Presidential adviser for national and strategic projects Ibrahim Mehleb said on Friday that large numbers of people illegally excavate gold-rich areas in Egypt's Eastern Desert and southern Egypt, adding that this is a fact the government should consider in deciding on Egypt's wealth of gold.
Egypt President Abdel Fattah al-Sisi ordered his top adviser Mehleb and adviser for security and countering terrorism Ahmed Gamal-Eddin to inspect Eastern Desert areas, after several reports on illegal gold exploration.
The Committee to Save Egypt's Wealth of Gold in Aswan and the Red Sea will send a comprehensive report on the visit to President Abdel Fattah al-Sisi, Mehleb said in a statement.
Mehleb added that the committee includes in its membership the governor of the Red Sea governorate and representatives from the Defense and Interior ministries; the Administrative Control Authority (ACA); and the head of the Egyptian Mineral Resources Authority.
Mehleb said that the committee did not deal with the perpetrators of illegal exploration as a "mafia", or thieves, but as the sons of this nation who were forced by circumstances to work in this field; they live in difficult conditions and cannot find job opportunities to work legally.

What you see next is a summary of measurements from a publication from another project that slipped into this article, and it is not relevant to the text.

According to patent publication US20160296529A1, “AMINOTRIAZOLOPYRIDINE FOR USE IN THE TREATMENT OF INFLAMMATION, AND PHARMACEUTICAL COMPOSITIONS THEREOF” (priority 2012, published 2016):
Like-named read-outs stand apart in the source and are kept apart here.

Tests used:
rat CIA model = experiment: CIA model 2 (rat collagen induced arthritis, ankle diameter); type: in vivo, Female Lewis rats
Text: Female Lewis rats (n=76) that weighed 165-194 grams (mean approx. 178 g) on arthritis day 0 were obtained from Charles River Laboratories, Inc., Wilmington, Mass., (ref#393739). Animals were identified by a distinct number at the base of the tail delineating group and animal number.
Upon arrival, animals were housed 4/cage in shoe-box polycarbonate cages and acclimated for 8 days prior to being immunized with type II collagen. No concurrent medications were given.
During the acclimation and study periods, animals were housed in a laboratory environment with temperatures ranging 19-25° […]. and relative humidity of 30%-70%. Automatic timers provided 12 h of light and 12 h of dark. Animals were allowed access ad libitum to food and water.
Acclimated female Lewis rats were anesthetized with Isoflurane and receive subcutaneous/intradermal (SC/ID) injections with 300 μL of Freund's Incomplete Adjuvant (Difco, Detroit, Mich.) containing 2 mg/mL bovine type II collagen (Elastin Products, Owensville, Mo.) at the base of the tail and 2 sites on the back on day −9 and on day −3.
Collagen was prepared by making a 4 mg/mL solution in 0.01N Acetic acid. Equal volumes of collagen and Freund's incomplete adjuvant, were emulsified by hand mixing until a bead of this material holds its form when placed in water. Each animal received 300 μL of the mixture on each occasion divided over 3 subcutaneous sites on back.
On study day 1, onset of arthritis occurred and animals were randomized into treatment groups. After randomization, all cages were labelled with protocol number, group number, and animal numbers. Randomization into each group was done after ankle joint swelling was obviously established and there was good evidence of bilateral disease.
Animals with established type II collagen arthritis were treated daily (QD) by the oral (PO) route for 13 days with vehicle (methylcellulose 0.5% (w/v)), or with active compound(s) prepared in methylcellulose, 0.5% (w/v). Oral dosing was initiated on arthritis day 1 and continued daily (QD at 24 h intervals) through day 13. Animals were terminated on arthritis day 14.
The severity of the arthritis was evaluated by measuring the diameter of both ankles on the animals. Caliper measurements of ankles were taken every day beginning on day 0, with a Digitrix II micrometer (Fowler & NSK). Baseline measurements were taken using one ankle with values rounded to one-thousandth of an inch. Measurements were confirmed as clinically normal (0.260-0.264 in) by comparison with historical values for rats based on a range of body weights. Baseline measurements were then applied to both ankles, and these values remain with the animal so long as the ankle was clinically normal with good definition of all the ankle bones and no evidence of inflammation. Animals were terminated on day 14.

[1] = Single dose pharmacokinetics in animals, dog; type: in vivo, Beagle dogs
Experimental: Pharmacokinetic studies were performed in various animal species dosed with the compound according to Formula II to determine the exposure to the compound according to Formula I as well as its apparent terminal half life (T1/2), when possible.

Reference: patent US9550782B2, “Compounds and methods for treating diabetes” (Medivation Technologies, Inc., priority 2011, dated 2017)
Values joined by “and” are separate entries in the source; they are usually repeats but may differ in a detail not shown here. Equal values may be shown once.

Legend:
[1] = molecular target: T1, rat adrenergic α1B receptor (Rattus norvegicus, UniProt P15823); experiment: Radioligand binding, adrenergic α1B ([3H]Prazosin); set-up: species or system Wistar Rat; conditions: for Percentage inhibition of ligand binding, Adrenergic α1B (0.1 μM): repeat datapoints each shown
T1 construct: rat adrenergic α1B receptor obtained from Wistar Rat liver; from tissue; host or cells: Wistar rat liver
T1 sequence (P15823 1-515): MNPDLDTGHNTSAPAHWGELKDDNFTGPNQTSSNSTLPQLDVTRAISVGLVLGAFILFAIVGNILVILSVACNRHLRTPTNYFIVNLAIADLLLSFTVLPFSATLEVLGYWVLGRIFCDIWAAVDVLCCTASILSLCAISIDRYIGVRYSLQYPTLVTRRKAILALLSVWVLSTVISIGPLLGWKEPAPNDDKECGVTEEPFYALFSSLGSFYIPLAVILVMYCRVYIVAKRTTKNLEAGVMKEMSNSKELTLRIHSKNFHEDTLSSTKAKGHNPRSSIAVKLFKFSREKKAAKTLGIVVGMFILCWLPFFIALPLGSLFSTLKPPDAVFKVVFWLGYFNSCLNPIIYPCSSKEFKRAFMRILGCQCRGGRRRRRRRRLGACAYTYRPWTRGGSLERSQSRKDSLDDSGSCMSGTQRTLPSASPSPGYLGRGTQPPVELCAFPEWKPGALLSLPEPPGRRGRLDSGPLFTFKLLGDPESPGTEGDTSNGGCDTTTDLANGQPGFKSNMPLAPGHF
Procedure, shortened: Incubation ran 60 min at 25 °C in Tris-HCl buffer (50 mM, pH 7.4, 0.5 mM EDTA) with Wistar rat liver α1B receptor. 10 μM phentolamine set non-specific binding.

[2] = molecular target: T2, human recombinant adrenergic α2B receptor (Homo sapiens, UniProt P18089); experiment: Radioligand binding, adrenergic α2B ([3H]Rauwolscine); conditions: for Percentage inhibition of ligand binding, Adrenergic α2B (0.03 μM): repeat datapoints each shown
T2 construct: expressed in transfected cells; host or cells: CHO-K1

Illegal traders are using workers, mostly young people, in the compilation of the gold amounts from the desert and from inside deserted gold mines. They then smelt the gold using primitive methods and turn it into gold bars to be sold in the market at cheap prices as they are not stamped with the official government seal.
There are about 120 workshops that do this job, Mehleb said, referring to its negative effects on the wealth of Egypt.
He said the workers' activity in secret exploration threatens to collapse the mines in the area, which have been closed since the nineteen fifties; because this sort of exploration and mining is not based on scientific methods, but rather randomly executed and primitive.
Mehleb added that the committee is interested in protecting those illegal workers and moving them from the secret excavation to legal work and guarantees them a suitable income.
Sources with the mining sector on the Red Sea governorate estimated the amount of gold excavated illegally every year at between 1 and 2.5 tons.
In Egypt's mineral-rich Eastern Desert alone, some exploration companies estimate potential gold reserves could be higher than 300 tons, although the government declines to give any estimate.
Even though it has a history of gold-mining stretching back to the Pharaohs, Egypt today has a single commercial gold mine, Centamin's Sukari, which produced 551,036 ounces last year.